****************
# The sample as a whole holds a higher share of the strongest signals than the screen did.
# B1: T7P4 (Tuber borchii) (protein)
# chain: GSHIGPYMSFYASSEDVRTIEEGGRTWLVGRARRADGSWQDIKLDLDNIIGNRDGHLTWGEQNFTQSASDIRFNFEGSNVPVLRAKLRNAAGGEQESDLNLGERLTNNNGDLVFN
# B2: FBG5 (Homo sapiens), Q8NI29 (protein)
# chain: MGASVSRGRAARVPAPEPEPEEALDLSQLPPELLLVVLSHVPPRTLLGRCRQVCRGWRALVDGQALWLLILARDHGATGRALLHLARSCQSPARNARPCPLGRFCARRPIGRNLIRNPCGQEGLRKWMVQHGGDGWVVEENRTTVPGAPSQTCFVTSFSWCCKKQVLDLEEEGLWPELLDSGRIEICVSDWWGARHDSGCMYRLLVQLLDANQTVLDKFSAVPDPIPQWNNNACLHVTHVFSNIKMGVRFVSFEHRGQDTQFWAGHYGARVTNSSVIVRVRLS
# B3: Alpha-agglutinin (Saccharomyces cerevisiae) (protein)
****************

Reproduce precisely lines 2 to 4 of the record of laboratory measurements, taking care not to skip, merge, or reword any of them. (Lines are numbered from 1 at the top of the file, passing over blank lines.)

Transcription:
# B1: T7P4 (Tuber borchii) (protein)
# chain: GSHIGPYMSFYASSEDVRTIEEGGRTWLVGRARRADGSWQDIKLDLDNIIGNRDGHLTWGEQNFTQSASDIRFNFEGSNVPVLRAKLRNAAGGEQESDLNLGERLTNNNGDLVFN
# B2: FBG5 (Homo sapiens), Q8NI29 (protein)